Revenue tells landlords to submit tax refund claims - even if they can’t be processed

Saga continues over whether or not second home charge is tax deductible

The non-principal private residence charge (NPPR) applied from 2009 to 2013 and second home owners, including those with holiday homes or rental investments, were liable to the tax at a rate of €200 a year. Over the period, some 360,000 second homes were registered and more than € 400 million collected.

The non-principal private residence charge (NPPR) applied from 2009 to 2013 and second home owners, including those with holiday homes or rental investments, were liable to the tax at a rate of €200 a year. Over the period, some 360,000 second homes were registered and more than € 400 million collected.

 

Landlords are being urged to submit a tax refund claim on the second home charge for 2013- even if they can’t be processed - in an ongoing saga over whether or not the charge is tax deductible.

In January the High Court ruled that the non-principal private residence charge (NPPR), first introduced in 2009, is in fact deductible against rental profits. However the State subsequently appealed this judgement, and it is now being heard by the Court of Appeal casting further doubt over whether or not the charge can be used to offset second home owners’ tax bills.

The non-principal private residence charge (NPPR) applied from 2009 to 2013 and second home owners, including those with holiday homes or rental investments, were liable to the tax at a rate of €200 a year. Over the period, some 360,000 second homes were registered and more than € 400 million collected. It was a controversial charge, and many homeowners - often those living abroad who were unaware of the charges - built up sigificant penalties for late payment, of as much as up to € 7,230. The tax was abolished in 2014 when property tax was introduced.

Is it tax deductible?

The Revenue Commissioners has long argued that the tax was not tax deductible, as it was not a “rate levied by a local authority” and was therefore not deductible.However, in January the High Court ruled that the charge is in fact deductible against rental profits, in a move welcomed by landlords.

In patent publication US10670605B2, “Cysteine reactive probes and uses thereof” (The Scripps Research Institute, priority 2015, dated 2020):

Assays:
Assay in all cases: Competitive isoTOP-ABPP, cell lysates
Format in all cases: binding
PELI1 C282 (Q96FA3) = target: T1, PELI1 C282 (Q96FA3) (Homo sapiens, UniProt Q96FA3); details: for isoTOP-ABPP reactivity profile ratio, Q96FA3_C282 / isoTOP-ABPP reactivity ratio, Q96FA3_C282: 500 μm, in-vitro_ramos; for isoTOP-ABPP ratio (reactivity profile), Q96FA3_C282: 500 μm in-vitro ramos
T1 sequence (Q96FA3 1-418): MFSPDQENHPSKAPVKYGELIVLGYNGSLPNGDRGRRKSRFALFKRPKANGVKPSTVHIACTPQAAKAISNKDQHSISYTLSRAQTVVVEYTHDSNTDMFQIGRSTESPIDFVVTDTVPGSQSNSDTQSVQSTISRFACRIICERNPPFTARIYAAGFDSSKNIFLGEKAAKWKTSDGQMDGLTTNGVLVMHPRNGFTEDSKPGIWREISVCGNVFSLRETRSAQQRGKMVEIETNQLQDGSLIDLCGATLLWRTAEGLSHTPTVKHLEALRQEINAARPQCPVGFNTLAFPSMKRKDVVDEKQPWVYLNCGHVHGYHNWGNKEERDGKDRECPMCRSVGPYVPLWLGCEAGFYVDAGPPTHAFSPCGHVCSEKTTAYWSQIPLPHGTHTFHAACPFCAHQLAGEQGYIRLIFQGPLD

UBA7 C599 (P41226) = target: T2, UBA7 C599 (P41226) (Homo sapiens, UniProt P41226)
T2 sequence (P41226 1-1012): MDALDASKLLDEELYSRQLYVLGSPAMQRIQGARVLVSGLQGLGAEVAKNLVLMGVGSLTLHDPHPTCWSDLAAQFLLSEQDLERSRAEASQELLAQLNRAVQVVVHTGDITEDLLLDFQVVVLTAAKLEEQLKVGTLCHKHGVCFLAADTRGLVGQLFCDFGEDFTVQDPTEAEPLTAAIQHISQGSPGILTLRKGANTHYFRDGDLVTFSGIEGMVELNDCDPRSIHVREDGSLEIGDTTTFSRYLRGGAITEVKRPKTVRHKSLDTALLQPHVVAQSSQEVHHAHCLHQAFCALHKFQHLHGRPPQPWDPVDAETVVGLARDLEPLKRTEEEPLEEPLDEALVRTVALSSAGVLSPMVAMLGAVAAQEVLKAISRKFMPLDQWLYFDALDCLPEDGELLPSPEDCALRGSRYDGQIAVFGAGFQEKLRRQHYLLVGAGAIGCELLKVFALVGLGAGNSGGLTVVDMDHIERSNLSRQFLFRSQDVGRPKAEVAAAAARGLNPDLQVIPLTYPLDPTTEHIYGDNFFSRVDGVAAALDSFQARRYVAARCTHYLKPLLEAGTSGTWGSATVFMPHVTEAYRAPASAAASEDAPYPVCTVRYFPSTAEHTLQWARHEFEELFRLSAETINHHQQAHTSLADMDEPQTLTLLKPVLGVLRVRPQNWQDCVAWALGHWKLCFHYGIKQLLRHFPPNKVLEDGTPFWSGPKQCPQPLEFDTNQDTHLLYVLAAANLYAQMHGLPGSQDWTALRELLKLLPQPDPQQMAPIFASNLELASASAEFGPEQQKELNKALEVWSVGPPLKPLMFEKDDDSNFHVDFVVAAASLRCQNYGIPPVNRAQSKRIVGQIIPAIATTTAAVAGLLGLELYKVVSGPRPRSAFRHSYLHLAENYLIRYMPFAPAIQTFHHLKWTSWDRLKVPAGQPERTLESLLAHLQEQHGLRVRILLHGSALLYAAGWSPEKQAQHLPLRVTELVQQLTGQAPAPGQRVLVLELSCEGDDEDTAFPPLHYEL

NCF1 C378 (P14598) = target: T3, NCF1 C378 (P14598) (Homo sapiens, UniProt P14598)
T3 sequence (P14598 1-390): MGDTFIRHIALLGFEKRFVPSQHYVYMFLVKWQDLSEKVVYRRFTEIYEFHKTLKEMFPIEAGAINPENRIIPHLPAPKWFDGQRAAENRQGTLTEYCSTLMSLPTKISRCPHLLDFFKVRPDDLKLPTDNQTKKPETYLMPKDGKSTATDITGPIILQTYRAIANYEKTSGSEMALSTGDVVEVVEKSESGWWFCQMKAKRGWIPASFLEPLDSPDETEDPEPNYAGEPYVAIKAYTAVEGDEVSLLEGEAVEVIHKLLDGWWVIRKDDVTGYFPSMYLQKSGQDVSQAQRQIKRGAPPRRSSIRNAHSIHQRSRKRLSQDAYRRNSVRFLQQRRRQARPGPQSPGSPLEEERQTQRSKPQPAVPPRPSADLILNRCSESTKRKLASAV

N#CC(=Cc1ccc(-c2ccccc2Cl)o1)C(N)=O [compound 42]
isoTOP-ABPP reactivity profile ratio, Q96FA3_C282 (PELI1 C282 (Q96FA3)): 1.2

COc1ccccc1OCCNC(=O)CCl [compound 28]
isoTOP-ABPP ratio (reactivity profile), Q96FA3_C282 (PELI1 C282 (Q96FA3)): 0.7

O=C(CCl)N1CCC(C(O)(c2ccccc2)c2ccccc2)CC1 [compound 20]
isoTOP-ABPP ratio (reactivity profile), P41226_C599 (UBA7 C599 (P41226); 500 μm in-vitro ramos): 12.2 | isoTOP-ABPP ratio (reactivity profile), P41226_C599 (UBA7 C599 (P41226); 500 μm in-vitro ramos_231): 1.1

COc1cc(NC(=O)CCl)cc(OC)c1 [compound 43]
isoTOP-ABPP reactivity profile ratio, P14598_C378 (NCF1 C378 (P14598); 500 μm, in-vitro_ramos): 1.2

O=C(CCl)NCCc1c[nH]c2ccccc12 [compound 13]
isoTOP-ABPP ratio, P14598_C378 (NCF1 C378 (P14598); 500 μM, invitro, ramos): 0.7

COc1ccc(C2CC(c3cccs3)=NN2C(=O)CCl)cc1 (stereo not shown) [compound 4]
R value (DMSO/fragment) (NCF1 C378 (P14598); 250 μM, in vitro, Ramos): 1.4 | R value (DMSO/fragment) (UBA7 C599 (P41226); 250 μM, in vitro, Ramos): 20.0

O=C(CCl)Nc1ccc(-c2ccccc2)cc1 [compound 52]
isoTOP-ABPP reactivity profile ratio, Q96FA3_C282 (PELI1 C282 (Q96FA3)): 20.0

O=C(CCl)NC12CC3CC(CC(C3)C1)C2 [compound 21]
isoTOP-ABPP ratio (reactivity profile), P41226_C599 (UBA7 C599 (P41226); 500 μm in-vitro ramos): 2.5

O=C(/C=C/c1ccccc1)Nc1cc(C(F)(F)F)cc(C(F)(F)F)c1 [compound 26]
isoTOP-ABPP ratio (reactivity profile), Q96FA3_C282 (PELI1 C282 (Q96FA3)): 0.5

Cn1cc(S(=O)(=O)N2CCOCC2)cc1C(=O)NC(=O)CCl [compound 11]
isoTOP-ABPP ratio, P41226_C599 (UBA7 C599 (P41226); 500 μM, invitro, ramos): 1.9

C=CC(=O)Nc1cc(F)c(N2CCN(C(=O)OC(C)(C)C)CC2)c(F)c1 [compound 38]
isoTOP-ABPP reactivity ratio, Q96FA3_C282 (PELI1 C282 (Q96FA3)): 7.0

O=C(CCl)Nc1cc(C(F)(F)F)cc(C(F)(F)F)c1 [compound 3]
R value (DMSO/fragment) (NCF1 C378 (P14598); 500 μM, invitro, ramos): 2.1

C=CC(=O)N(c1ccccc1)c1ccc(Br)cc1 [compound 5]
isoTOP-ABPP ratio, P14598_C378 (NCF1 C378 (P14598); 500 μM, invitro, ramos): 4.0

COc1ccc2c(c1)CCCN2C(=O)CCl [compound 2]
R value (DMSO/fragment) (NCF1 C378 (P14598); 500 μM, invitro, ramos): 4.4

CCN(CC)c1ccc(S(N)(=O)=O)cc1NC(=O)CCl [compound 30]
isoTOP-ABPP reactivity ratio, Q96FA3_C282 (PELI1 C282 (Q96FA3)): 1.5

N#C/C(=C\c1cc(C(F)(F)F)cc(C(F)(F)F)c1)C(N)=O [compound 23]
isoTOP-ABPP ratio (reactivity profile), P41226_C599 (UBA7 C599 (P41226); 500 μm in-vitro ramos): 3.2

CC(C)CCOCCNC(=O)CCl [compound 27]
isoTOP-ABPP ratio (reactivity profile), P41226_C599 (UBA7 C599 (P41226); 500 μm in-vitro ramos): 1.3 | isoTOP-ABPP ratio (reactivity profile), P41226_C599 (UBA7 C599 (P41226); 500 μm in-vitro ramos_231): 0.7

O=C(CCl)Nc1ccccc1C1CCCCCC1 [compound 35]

Given that a statutory limit of four years applies to tax claims however, the ruling, coming as it did in January 2017, meant that home owners could only claim tax back for 2013, as the time limit for 2012 claims expired on December 31st 2016, while the time limit for claims for 2009, 2010, and 2011 expired earlier.

Then, their ability to even claim tax back for this year was thrown into doubt when the State appealed the judgement in February. It is now being heard by the Court of Appeal, and there is no indication on when the decision will be made. Of course if it doesn’t come until 2018, even if the Court rules in favour of taxpayers, they won’t be able to claim it back as the four year period will have expired.

Following the appeal Fianna Fáil finance spokesman Michael McGrath said: “It seems that the State’s strategy is to wind down the clock so as to deny property owners the tax refund they are now legitimately due arising from the High Court decision”.

However the Revenue Commissioners is now urging those liable to the charge to submit their claims anyway - even if they won’t be processed until the outcome of the appeal case is known.

By submitting a claim in 2017 for tax year 2013, the Revenue says that even if a decision of the Court of Appeal is not made until 2018, this claim will be retained and processed in 2018. In this way, second home owners should at least be able to claim tax back for 2013 if the Court rules in their favour.

Property tax

The broader question perhaps is why the State has appealed the decision; is it to prevent a tax refund which would likely run into several millions but would be limited to one year alone? Or is to prevent setting any precedent which could be used to allow property tax be claimed as a tax deductible expense?

The tax, levied on the value of a property, has been a significant earner for the Exchequer, bringing in some €463 million in 2016 alone, based on an average compliance rate of 97 per cent. While landlords have repeatedly suggested that the tax should be tax deductible - and indeed the Government has agreed “in principle” with a recommendation in the Thornhill report that the tax should be an allowable deduction against rental income - it has yet to make any moves to bring the measure into effect.

The longer it procrastinates, the greater the possibility that the four-year rule will prevent landlords from claiming back for all the years that they haven’t deducted the tax from their rental income profits.

Consultation

It’s something which should, however, come into sharper focus, following a new consultation process on the taxation of rental income announced last Friday by the Department of Finance. The Department is inviting submissions by April 7th from landlords; tenants; advisers; representative bodies and members of the public.

Launching it, Minister for Finance Michael Noonan said the consultation will inform the department’s thinking, “and will ensure the design of better solutions without undue delay.”

The consultation document addresses the issue of property tax deductibility amongst other things, and is available here.